Edmonds' algorithm

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This article is about the optimum branching algorithm. For the maximum matching algorithm, see Blossom algorithm.

In graph theory, a branch of mathematics, Edmonds' algorithm or Chu–Liu/Edmonds' algorithm is an algorithm for finding a spanning arborescence of minimum weight (sometimes called an optimum branching). It is the directed analog of the minimum spanning tree problem. The algorithm was proposed independently first by Yoeng-jin Chu and Tseng-hong Liu (1965) and then by Jack Edmonds (1967).



The algorithm takes as input a directed graph D = \langle V, E \rangle where V is the set of nodes and E is the set of directed edges, a distinguished vertex r \in V called the root, and a real-valued weight w(e) for each edge e \in E. It returns a spanning arborescence A rooted at r of minimum weight, where the weight of an arborescence is defined to be the sum of its edge weights, w(A) = \sum_{e \in A}{w(e)}.

The algorithm has a recursive description. Let f(D, r, w) denote the function which returns a spanning arborescence rooted at r of minimum weight. We first remove any edge from E whose destination is r. We may also replace any set of parallel edges (edges between the same pair of vertices in the same direction) by a single edge with weight equal to the minimum of the weights of these parallel edges.

Now, for each node v other than the root, find the edge incoming to v of lowest weight (with ties broken arbitrarily). Denote the source of this edge by \pi(v). If the set of edges P = \{(\pi(v),v) \mid v \in V \setminus \{ r \} \} does not contain any cycles, then f(D,r,w) = P.

Otherwise, P contains at least one cycle. Arbitrarily choose one of these cycles and call it C. We now define a new weighted directed graph D^\prime = \langle V^\prime, E^\prime \rangle in which the cycle C is "contracted" into one node as follows:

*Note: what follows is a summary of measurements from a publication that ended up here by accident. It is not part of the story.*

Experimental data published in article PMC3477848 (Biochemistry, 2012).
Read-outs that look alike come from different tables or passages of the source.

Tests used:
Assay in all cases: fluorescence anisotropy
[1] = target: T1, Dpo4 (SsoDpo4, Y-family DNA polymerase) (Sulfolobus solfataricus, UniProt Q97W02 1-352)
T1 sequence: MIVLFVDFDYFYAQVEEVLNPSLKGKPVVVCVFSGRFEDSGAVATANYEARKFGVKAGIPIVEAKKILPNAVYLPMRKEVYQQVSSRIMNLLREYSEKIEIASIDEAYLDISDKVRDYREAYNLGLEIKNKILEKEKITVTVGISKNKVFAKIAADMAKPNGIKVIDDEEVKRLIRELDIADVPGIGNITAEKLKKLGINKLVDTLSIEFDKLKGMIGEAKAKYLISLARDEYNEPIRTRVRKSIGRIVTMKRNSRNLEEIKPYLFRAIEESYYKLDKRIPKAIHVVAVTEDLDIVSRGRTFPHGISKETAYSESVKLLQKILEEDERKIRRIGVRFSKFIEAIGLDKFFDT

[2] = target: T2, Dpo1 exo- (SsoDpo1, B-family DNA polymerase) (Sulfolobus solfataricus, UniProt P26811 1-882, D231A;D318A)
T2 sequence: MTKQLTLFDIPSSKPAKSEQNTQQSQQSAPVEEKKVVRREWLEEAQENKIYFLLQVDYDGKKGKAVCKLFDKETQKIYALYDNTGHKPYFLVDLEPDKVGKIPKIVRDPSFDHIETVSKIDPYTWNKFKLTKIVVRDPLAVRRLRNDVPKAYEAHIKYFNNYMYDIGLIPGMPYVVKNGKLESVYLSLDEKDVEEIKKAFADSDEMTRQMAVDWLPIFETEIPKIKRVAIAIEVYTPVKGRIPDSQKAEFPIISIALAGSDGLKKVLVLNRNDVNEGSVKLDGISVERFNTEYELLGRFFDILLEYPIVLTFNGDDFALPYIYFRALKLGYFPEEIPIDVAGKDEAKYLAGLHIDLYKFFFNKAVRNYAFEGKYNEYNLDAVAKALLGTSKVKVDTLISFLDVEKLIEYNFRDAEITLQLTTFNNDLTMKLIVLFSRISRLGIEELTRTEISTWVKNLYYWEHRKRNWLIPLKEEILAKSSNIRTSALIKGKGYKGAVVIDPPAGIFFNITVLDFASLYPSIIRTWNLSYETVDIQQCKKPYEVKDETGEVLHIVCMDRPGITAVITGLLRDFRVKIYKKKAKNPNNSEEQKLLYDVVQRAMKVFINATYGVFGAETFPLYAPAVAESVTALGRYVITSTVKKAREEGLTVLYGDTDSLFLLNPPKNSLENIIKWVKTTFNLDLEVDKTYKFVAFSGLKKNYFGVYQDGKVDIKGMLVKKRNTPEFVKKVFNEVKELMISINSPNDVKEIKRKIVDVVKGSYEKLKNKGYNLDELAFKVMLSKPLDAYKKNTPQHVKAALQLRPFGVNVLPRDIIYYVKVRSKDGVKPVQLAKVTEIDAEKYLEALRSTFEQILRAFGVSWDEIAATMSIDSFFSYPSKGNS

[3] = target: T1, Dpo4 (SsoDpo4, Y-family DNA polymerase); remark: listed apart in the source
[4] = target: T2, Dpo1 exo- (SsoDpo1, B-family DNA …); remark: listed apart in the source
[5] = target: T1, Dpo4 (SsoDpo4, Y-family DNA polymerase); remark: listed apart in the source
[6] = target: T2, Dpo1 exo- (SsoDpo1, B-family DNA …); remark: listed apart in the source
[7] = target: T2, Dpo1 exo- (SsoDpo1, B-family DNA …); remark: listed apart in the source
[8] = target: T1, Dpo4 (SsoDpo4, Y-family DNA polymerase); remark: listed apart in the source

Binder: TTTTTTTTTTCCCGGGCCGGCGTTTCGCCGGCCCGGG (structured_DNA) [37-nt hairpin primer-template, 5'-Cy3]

The nodes of V^\prime are the nodes of V not in C plus a new node denoted v_C.

If (u,v) is an edge in E with u\notin C and v\in C, then include in E^\prime a new edge e = (u, v_C), and define w^\prime(e) = w(u,v) - w(\pi(v),v).

If (u,v) is an edge in E with u\in C and v\notin C, then include in E^\prime a new edge e = (v_C, v), and define w^\prime(e) = w(u,v) .

If (u,v) is an edge in E with u\notin C and v\notin C, then include in E^\prime a new edge e = (u, v), and define w^\prime(e) = w(u,v) .

For each edge in E^\prime, we remember which edge in E it corresponds to.

Now find a minimum spanning arborescence A^\prime of D^\prime using a call to f(D^\prime, r,w^\prime). Since A^\prime is a spanning arborescence, each vertex has exactly one incoming edge. Let (u, v_C) be the unique incoming edge to v_C in A^\prime. This edge corresponds to an edge (u,v) \in E with v \in C. Remove the edge (\pi(v),v) from C, breaking the cycle. Mark each remaining edge in C. For each edge in A^\prime, mark its corresponding edge in E. Now we define f(D, r, w) to be the set of marked edges, which form a minimum spanning arborescence.

Observe that f(D, r, w) is defined in terms of f(D^\prime, r, w^\prime), with D^\prime having strictly fewer vertices than D. Finding f(D, r, w) for a single-vertex graph is trivial (it is just D itself), so the recursive algorithm is guaranteed to terminate.

Running time[edit]

The running time of this algorithm is O(EV). A faster implementation of the algorithm due to Robert Tarjan runs in time O(E \log V) for sparse graphs and O(V^2) for dense graphs. This is as fast as Prim's algorithm for an undirected minimum spanning tree. In 1986, Gabow, Galil, Spencer, and Tarjan produced a faster implementation, with running time O(E + V \log V).


  • Chu, Y. J.; Liu, T. H. (1965), "On the Shortest Arborescence of a Directed Graph", Science Sinica 14: 1396–1400 
  • Edmonds, J. (1967), "Optimum Branchings", J. Res. Nat. Bur. Standards 71B: 233–240, doi:10.6028/jres.071b.032 
  • Tarjan, R. E. (1977), "Finding Optimum Branchings", Networks 7: 25–35, doi:10.1002/net.3230070103 
  • Camerini, P.M.; Fratta, L.; Maffioli, F. (1979), "A note on finding optimum branchings", Networks 9: 309–312, doi:10.1002/net.3230090403 
  • Gibbons, Alan (1985), Algorithmic Graph Theory, Cambridge University press, ISBN 0-521-28881-9 
  • Gabow, H. N.; Galil, Z.; Spencer, T.; Tarjan, R. E. (1986), "Efficient algorithms for finding minimum spanning trees in undirected and directed graphs", Combinatorica 6: 109–122, doi:10.1007/bf02579168 

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